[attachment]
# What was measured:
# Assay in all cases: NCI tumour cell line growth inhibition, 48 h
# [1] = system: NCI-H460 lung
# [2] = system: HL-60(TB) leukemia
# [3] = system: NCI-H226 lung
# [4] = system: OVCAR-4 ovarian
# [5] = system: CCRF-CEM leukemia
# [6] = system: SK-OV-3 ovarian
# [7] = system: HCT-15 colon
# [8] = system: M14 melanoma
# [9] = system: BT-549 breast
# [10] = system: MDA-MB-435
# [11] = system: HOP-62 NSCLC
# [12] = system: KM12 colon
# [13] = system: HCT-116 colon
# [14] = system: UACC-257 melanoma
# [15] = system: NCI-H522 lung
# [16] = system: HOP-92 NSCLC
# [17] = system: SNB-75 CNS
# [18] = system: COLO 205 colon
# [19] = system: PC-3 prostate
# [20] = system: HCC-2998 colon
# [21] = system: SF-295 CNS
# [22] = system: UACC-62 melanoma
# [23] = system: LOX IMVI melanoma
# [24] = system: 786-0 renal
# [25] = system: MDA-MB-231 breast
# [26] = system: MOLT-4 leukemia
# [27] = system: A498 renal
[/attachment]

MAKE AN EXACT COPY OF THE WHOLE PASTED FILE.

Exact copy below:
# What was measured:
# Assay in all cases: NCI tumour cell line growth inhibition, 48 h
# [1] = system: NCI-H460 lung
# [2] = system: HL-60(TB) leukemia
# [3] = system: NCI-H226 lung
# [4] = system: OVCAR-4 ovarian
# [5] = system: CCRF-CEM leukemia
# [6] = system: SK-OV-3 ovarian
# [7] = system: HCT-15 colon
# [8] = system: M14 melanoma
# [9] = system: BT-549 breast
# [10] = system: MDA-MB-435
# [11] = system: HOP-62 NSCLC
# [12] = system: KM12 colon
# [13] = system: HCT-116 colon
# [14] = system: UACC-257 melanoma
# [15] = system: NCI-H522 lung
# [16] = system: HOP-92 NSCLC
# [17] = system: SNB-75 CNS
# [18] = system: COLO 205 colon
# [19] = system: PC-3 prostate
# [20] = system: HCC-2998 colon
# [21] = system: SF-295 CNS
# [22] = system: UACC-62 melanoma
# [23] = system: LOX IMVI melanoma
# [24] = system: 786-0 renal
# [25] = system: MDA-MB-231 breast
# [26] = system: MOLT-4 leukemia
# [27] = system: A498 renal